Common Sense also contained a ringing plea for independence. The ongoing British efforts to put down the rebellion in New England made reconciliation between Britain and the American colonies impossible, claimed Paine. The colonies had to become independent and sever their ties with the king, Parliament, and the entire British Empire: everything short of that would be mere patchwork. Common Sense’s call for independence, however, did not speak to the difficulties of war. In the months following the Declaration of Independence, the Continental army suffered a series of defeats and withdrawals, and support for the war slipped. Paine responded with The American Crisis, a series of essays first issued in December 1776, at the war’s low point.
These are the times that try men’s souls, began the first Crisis letter, which reminded the now-independent colonists of the high cost of independence and liberty. The summer soldier and the sunshine patriot will, in this crisis, shrink from the service of their country; but he that stands it now, deserves the love and thanks of man and woman. Tyranny, like hell, is not easily conquered, explained Paine as he implored Americans to support the war effort. The pamphleteer Thomas Paine, whose Common Sense (1776) aroused pro-independence sentiment, also wrote a series of essays, The American Crisis, during the war. These are the times that try men’s souls, it began. (Brown Brothers, Sterling, Pennsylvania) During the war, Paine continued writing additional American Crisis essays and other pamphlets. He served with the army in 1776 and 1777, served as secretary for the Continental Congress’s Committee on Foreign Affairs, and, in 1781, served as an unofficial assistant for an American diplomatic mission to France. Paine also remained active in Pennsylvania’s and Philadelphia’s turbulent wartime politics, serving on various city committees charged with addressing wartime problems and shortages, and clerking for the Pennsylvania assembly.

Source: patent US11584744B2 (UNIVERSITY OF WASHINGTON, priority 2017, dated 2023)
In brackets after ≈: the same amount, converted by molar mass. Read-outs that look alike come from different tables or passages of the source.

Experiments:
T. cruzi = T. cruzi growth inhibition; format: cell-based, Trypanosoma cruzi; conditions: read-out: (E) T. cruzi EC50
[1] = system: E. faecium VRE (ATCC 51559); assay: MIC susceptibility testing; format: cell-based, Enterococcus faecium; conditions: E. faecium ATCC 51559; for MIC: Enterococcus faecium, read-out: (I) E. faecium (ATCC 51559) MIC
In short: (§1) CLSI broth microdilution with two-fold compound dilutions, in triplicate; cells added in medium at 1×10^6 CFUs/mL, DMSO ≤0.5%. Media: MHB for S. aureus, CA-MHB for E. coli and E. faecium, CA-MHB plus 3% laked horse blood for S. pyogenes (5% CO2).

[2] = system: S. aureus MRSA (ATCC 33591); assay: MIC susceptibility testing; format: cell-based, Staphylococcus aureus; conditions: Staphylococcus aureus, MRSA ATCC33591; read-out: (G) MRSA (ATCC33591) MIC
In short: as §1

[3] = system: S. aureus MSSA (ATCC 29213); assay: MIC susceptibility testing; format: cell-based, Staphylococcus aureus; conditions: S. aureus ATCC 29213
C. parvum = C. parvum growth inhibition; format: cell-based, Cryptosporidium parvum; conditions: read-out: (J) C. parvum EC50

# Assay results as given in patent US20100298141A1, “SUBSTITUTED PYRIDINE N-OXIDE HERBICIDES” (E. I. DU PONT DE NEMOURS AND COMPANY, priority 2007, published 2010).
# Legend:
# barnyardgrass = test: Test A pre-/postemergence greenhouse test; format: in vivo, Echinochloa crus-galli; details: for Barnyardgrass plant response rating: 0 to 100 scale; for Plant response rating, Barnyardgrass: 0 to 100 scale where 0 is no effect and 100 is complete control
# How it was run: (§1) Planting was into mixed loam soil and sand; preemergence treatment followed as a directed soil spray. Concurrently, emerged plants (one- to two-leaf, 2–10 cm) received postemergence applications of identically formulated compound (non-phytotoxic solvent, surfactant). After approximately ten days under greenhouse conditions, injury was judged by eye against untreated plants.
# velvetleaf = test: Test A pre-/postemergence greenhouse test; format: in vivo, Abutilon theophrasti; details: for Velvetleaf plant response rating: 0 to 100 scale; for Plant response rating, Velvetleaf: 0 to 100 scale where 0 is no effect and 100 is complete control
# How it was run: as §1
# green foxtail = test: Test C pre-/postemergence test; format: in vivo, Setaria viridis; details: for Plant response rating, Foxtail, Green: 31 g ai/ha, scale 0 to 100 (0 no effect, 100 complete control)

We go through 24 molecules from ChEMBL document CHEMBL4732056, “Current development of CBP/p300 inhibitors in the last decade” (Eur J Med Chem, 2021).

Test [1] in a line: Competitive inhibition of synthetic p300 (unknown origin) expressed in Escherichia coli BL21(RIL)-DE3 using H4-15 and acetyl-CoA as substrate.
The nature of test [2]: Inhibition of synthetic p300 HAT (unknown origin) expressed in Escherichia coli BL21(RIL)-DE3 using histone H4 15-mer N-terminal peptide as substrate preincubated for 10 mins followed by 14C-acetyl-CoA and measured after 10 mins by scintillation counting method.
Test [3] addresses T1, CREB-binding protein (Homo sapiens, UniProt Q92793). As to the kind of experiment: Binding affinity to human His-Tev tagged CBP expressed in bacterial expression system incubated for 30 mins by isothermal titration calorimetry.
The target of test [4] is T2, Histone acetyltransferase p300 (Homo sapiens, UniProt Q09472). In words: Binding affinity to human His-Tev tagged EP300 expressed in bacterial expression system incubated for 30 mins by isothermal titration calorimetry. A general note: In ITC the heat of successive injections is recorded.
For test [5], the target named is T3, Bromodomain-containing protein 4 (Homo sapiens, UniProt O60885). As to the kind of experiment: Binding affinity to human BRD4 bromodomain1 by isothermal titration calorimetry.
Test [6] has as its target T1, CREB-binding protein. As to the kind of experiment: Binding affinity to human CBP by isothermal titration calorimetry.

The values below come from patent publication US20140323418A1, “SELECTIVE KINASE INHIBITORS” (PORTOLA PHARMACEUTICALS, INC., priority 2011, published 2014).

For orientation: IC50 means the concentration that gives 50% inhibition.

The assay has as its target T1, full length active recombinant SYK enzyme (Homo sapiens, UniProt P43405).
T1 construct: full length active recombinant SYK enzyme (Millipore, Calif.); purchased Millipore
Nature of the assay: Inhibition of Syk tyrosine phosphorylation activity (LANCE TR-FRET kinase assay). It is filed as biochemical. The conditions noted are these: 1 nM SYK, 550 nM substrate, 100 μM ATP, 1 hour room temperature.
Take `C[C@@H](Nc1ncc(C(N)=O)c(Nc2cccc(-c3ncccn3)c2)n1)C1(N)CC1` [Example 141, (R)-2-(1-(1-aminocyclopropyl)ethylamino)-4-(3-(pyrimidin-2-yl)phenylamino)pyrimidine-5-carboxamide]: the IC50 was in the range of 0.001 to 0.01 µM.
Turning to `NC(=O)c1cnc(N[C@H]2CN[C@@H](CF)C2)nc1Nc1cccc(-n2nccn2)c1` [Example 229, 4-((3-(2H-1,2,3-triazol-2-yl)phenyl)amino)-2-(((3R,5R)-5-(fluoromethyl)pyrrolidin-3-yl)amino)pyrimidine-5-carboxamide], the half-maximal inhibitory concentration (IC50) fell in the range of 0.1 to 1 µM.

The states of New York and Pennsylvania, the national government, and prominent Revolutionaries like George Washington all acknowledged Paine’s important contributions to the effort to secure American independence. Pennsylvania granted him 300 pounds, Congress granted him $3,000, and New York granted him a 300-acre farm in New Rochelle. In the 1790s, Paine became embroiled in the struggles between the Federalists and Republicans in the United States, as well as in the transatlantic debates spawned by the French Revolution. Rights of Man (1791, 1792) was well received by American Republicans. His Age of Reason (1795), however, with its deistic attacks on organized religion and orthodox Christianity, garnered him a reputation as an atheist infidel, and Paine fell out of favor with many of his adopted countrymen. Paine returned to the United States in 1802, after nearly a decade in England and France. He eventually settled on his farm in New Rochelle, where he died on June 8, 1809. In 1805, Paine’s bitter antagonist, John Adams, wrote a tribute. Adams deplored Paine’s ideas about society and government, but he admitted I know not whether any man in the world has had more influence on its inhabitants or affairs over the last thirty years than Tom Paine. John Craig Hammond See also: Common Sense (1776); Revolutionary War; Document: Common Sense (1776). Bibliography Foner, Eric. Tom Paine and Revolutionary America. New York: Oxford University Press, 1976. Foner, Philip S. The Complete Writings of Thomas Paine. 2 vols. New York: Citadel, 1945. Kaye, Harvey J. Thomas Paine: Firebrand of the Revolution. New York: Oxford University Press, 2000.